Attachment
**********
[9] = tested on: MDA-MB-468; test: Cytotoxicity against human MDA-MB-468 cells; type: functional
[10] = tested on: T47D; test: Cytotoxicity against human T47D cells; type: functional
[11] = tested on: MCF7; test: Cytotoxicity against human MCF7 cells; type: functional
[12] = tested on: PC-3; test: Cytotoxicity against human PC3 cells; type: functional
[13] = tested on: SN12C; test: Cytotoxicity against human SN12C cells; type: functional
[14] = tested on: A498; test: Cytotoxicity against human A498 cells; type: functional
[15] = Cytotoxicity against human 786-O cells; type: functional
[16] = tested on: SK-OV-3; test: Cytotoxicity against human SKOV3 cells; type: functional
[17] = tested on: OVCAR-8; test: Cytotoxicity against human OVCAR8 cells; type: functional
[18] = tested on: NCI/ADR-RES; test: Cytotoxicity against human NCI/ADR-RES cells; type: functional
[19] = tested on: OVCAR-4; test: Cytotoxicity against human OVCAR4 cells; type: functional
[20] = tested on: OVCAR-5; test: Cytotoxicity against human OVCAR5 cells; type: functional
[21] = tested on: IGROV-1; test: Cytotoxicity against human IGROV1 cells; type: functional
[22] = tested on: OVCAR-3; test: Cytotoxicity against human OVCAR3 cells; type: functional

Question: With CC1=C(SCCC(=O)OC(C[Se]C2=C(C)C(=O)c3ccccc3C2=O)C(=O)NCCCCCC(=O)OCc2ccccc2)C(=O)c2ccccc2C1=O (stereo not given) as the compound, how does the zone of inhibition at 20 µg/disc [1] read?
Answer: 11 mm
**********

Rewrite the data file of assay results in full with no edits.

[9] = tested on: MDA-MB-468; test: Cytotoxicity against human MDA-MB-468 cells; type: functional
[10] = tested on: T47D; test: Cytotoxicity against human T47D cells; type: functional
[11] = tested on: MCF7; test: Cytotoxicity against human MCF7 cells; type: functional
[12] = tested on: PC-3; test: Cytotoxicity against human PC3 cells; type: functional
[13] = tested on: SN12C; test: Cytotoxicity against human SN12C cells; type: functional
[14] = tested on: A498; test: Cytotoxicity against human A498 cells; type: functional
[15] = Cytotoxicity against human 786-O cells; type: functional
[16] = tested on: SK-OV-3; test: Cytotoxicity against human SKOV3 cells; type: functional
[17] = tested on: OVCAR-8; test: Cytotoxicity against human OVCAR8 cells; type: functional
[18] = tested on: NCI/ADR-RES; test: Cytotoxicity against human NCI/ADR-RES cells; type: functional
[19] = tested on: OVCAR-4; test: Cytotoxicity against human OVCAR4 cells; type: functional
[20] = tested on: OVCAR-5; test: Cytotoxicity against human OVCAR5 cells; type: functional
[21] = tested on: IGROV-1; test: Cytotoxicity against human IGROV1 cells; type: functional
[22] = tested on: OVCAR-3; test: Cytotoxicity against human OVCAR3 cells; type: functional

Question: With CC1=C(SCCC(=O)OC(C[Se]C2=C(C)C(=O)c3ccccc3C2=O)C(=O)NCCCCCC(=O)OCc2ccccc2)C(=O)c2ccccc2C1=O (stereo not given) as the compound, how does the zone of inhibition at 20 µg/disc [1] read?
Answer: 11 mm